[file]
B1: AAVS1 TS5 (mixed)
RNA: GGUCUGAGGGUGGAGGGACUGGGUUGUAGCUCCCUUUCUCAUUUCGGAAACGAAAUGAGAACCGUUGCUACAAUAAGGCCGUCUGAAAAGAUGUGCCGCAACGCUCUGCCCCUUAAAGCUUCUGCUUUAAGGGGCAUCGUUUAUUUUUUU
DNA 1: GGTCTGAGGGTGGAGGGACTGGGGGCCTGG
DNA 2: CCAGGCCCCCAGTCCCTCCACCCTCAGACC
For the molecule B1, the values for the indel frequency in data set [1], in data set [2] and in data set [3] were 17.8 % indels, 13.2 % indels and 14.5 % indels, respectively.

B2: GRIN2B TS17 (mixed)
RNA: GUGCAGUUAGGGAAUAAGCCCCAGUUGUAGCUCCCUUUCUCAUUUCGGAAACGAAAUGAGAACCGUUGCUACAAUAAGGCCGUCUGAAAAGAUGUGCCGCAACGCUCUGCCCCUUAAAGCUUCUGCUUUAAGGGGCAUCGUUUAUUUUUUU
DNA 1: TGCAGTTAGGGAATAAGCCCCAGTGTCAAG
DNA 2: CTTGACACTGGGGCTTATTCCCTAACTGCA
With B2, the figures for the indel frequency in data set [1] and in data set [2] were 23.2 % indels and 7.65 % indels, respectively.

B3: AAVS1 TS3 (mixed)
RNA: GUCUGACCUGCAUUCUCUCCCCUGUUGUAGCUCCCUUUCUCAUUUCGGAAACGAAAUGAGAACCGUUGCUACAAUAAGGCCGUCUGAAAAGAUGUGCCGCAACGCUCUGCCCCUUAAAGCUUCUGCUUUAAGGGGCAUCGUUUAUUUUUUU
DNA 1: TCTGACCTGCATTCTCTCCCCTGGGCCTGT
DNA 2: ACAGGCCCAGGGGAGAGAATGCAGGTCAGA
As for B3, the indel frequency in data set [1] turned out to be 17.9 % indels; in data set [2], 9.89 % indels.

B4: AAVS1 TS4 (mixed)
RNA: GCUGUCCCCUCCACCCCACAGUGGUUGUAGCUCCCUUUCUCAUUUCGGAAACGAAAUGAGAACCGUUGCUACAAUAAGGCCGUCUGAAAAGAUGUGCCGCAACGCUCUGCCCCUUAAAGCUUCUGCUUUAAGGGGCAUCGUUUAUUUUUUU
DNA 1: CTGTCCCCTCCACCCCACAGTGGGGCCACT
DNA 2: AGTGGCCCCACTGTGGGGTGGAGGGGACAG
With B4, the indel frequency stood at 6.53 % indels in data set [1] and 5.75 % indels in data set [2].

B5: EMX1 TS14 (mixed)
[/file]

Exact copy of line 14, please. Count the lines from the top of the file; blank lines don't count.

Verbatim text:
DNA 2: ACAGGCCCAGGGGAGAGAATGCAGGTCAGA